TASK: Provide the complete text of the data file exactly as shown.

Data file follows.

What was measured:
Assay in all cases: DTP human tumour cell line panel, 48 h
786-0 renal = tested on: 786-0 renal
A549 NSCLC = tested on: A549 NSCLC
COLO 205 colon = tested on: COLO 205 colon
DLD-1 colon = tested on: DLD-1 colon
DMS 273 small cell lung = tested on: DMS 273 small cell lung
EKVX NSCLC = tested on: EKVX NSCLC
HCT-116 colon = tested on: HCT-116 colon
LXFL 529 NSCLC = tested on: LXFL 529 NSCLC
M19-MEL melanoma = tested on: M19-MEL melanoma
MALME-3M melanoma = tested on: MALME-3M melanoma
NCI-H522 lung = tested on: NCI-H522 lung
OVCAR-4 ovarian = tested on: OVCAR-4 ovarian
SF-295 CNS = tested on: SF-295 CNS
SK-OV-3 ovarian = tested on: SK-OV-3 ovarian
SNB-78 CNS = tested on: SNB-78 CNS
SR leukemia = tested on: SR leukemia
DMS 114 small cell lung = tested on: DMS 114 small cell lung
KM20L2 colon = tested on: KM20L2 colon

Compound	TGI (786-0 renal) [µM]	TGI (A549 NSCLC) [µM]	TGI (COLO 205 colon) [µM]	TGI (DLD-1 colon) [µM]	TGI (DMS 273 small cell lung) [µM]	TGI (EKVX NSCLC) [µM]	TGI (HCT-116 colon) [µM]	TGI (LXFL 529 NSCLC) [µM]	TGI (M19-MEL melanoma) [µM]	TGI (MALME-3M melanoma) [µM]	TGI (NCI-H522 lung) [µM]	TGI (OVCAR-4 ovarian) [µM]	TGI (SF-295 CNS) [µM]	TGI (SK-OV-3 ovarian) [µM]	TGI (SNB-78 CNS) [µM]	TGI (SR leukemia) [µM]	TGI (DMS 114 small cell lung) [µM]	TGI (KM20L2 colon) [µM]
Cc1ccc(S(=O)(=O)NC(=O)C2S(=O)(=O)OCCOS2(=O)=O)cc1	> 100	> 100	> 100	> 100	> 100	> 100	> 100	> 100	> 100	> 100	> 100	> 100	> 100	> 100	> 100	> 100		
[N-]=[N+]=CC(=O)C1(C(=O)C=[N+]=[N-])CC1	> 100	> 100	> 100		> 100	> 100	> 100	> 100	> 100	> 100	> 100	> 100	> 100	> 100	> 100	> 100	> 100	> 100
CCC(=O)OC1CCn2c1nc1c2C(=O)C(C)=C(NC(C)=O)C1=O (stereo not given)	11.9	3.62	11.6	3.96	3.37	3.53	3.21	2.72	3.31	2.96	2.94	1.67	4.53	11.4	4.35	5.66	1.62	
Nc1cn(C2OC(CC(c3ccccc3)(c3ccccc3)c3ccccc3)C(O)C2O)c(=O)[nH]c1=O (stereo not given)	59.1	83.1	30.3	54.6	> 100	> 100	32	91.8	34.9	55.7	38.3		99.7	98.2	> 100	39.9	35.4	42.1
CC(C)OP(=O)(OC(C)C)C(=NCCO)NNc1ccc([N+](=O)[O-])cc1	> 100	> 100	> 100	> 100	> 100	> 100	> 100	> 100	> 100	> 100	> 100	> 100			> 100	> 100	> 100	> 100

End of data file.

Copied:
What was measured:
Assay in all cases: DTP human tumour cell line panel, 48 h
786-0 renal = tested on: 786-0 renal
A549 NSCLC = tested on: A549 NSCLC
COLO 205 colon = tested on: COLO 205 colon
DLD-1 colon = tested on: DLD-1 colon
DMS 273 small cell lung = tested on: DMS 273 small cell lung
EKVX NSCLC = tested on: EKVX NSCLC
HCT-116 colon = tested on: HCT-116 colon
LXFL 529 NSCLC = tested on: LXFL 529 NSCLC
M19-MEL melanoma = tested on: M19-MEL melanoma
MALME-3M melanoma = tested on: MALME-3M melanoma
NCI-H522 lung = tested on: NCI-H522 lung
OVCAR-4 ovarian = tested on: OVCAR-4 ovarian
SF-295 CNS = tested on: SF-295 CNS
SK-OV-3 ovarian = tested on: SK-OV-3 ovarian
SNB-78 CNS = tested on: SNB-78 CNS
SR leukemia = tested on: SR leukemia
DMS 114 small cell lung = tested on: DMS 114 small cell lung
KM20L2 colon = tested on: KM20L2 colon

Compound	TGI (786-0 renal) [µM]	TGI (A549 NSCLC) [µM]	TGI (COLO 205 colon) [µM]	TGI (DLD-1 colon) [µM]	TGI (DMS 273 small cell lung) [µM]	TGI (EKVX NSCLC) [µM]	TGI (HCT-116 colon) [µM]	TGI (LXFL 529 NSCLC) [µM]	TGI (M19-MEL melanoma) [µM]	TGI (MALME-3M melanoma) [µM]	TGI (NCI-H522 lung) [µM]	TGI (OVCAR-4 ovarian) [µM]	TGI (SF-295 CNS) [µM]	TGI (SK-OV-3 ovarian) [µM]	TGI (SNB-78 CNS) [µM]	TGI (SR leukemia) [µM]	TGI (DMS 114 small cell lung) [µM]	TGI (KM20L2 colon) [µM]
Cc1ccc(S(=O)(=O)NC(=O)C2S(=O)(=O)OCCOS2(=O)=O)cc1	> 100	> 100	> 100	> 100	> 100	> 100	> 100	> 100	> 100	> 100	> 100	> 100	> 100	> 100	> 100	> 100		
[N-]=[N+]=CC(=O)C1(C(=O)C=[N+]=[N-])CC1	> 100	> 100	> 100		> 100	> 100	> 100	> 100	> 100	> 100	> 100	> 100	> 100	> 100	> 100	> 100	> 100	> 100
CCC(=O)OC1CCn2c1nc1c2C(=O)C(C)=C(NC(C)=O)C1=O (stereo not given)	11.9	3.62	11.6	3.96	3.37	3.53	3.21	2.72	3.31	2.96	2.94	1.67	4.53	11.4	4.35	5.66	1.62	
Nc1cn(C2OC(CC(c3ccccc3)(c3ccccc3)c3ccccc3)C(O)C2O)c(=O)[nH]c1=O (stereo not given)	59.1	83.1	30.3	54.6	> 100	> 100	32	91.8	34.9	55.7	38.3		99.7	98.2	> 100	39.9	35.4	42.1
CC(C)OP(=O)(OC(C)C)C(=NCCO)NNc1ccc([N+](=O)[O-])cc1	> 100	> 100	> 100	> 100	> 100	> 100	> 100	> 100	> 100	> 100	> 100	> 100			> 100	> 100	> 100	> 100